5. Historical European Martial Arts

Historical European Martial Arts, sometimes called Western Martial Arts and often abbreviated to HEMA or WMA, is a growing modern movement to recreate European martial arts that died out over the course of history.

Practitioners study historical documents and manuals to try and decipher how techniques were used and then practice them to learn their practical usage. Techniques from 1300-1800 AD from European countries such as Spain, France, Italy, Germany, Scotland, and England are the most popular due to the relative abundance of historical documentation that practitioners can draw on.

Swords are a favorite weapon that HEMA practitioners learn to use, along with sticks, axes, polearms, and hand-to-hand combat. This martial art is new and growing, and new competitions and events where skills can be demonstrated and practiced are being founded worldwide. Martial artists who enjoy studying history for lost treasures are sure to enjoy HEMA.

6. Foil Fencing

Foil fencing is one of three modern Olympic sword sports. The origin of the foil was as a training weapon to teach students how to duel with the rapier, a light sword used by European nobles in duels to settle disputes. Foil fencing was one of the two fencing styles included in the very first modern Olympic games in 1896. Of the three fencing styles, foil is the most popular and widespread.

In foil fencing, only the body is a valid target, and the blow must be a stab from the blade tip. Hits to the arms, legs, or head, or hits to valid targets with the edge of the blade don’t count toward winning the round for the foil fencer.

Competition foil fencers wear a conductive vest that will light up the score box when touched by the spring-loaded button at the tip of a competition fencing foil. The rules of foil favor parries and ripostes, so foil fencers can have a higher focus on defense than other styles.

7. Saber Fencing

Saber is the second style of Olympic fencing. This style differs from foil and epee by allowing hits from the edge of the blade as well as the tip, simulating slashes as well as stabs. The modern saber was originally derived from both naval cutlasses and the dueling sabers used historically in Hungary and Italy, and along with foil fencing, it was first included in the first modern Olympic games in 1896.

The target area is the entire upper body except the hands. Competition saber fencers wear a conductive helmet, jacket, and gauntlet that will light up the score box if hit by the opponent’s wired blade. The rules of saber favor the attacker, making it an aggressive and dynamic sport where both fencers launch into an attack as soon as they can, with individual rounds often lasting only seconds.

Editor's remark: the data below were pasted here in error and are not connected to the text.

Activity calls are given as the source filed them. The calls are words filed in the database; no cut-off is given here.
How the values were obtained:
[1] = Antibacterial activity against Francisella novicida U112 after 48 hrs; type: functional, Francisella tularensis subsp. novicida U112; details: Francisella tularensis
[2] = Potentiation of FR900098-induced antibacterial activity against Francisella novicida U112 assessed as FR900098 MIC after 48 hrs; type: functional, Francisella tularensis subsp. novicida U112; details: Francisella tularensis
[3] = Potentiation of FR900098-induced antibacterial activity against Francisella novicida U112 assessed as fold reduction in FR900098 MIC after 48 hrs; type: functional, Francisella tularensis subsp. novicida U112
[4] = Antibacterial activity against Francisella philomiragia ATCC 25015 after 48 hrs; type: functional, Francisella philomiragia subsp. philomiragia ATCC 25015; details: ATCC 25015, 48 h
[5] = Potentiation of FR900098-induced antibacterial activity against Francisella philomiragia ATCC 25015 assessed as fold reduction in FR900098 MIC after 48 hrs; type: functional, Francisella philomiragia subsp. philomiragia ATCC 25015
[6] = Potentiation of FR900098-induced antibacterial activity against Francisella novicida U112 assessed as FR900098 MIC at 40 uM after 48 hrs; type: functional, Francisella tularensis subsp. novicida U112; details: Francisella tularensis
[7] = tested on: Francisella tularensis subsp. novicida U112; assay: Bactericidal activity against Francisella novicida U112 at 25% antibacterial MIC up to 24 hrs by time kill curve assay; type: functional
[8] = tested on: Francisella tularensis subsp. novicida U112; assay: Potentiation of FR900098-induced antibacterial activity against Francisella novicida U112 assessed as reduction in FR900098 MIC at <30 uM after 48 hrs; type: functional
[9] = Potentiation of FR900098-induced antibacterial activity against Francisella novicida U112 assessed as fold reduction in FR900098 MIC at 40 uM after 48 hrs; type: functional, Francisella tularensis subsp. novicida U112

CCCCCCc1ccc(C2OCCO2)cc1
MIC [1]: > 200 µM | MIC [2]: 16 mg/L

8. Epee Fencing

Epee fencing is the third of the modern sport fencing varieties. Epee fencing shares similar origins to foil fencing. It was modeled after a dueling weapon of French nobles called the épée de combat, a sword similar in size and usage to the rapier. Epee fencing was added to the Olympic Games a little later than the other two styles, making its debut as a modern sport at the 1900 Olympic Games.

Like foil, hits in epee only count if they are made with the tip of the blade. Unlike foil or saber, there are no right-of-way rules to determine which fencer had priority in an exchange. The winner is instead determined by which hit landed first.

The entire body is a valid target area in epee fencing, so quick counterattacks to the opponent’s arm are a favored tactic used in this style of fencing. A special button is attached to the tip of an epee blade to register hits on an electric scoreboard.

9. Krav Maga

Krav Maga is a deadly self-defense system developed in the 20th century by combining techniques from judo, boxing, wrestling, and street fighting techniques to make a brutal and efficient martial art still used by the Israeli Defense Forces today.

In addition to open-handed and grappling techniques, Krav Maga teaches students how to use weapons and counter attacks from armed attackers. Knives and guns are used in Krav Maga, as well as improvised weapons such as broken beer bottles.

Weapon techniques taught by Krav Maga are intended to be used for strict self-defense and avoids any kind of showy techniques.

10. Gatka

Gatka originated in the Punjab region of India, most often by the Sikh people. Sticks are used as substitutes for swords when practicing Gatka techniques. Small rounded shields are used to block strikes in Gatka techniques. Both traditional and competitive sport forms of this martial art are practiced in India.

Traditional Gatka includes many spinning movements and twirling weapons, as well as kicks and flying leaps. Special long robes and turbans are worn during demonstrations, which accentuate the swirling movement of Gatka techniques.

The sport form of Gatka is called Khel. In Khel, martial artists wear padded armor and helmets instead of robes and practice simplified techniques at full speed in sparring competitions. Martial artists interested in Sikh culture and history can learn a lot by studying Gatka.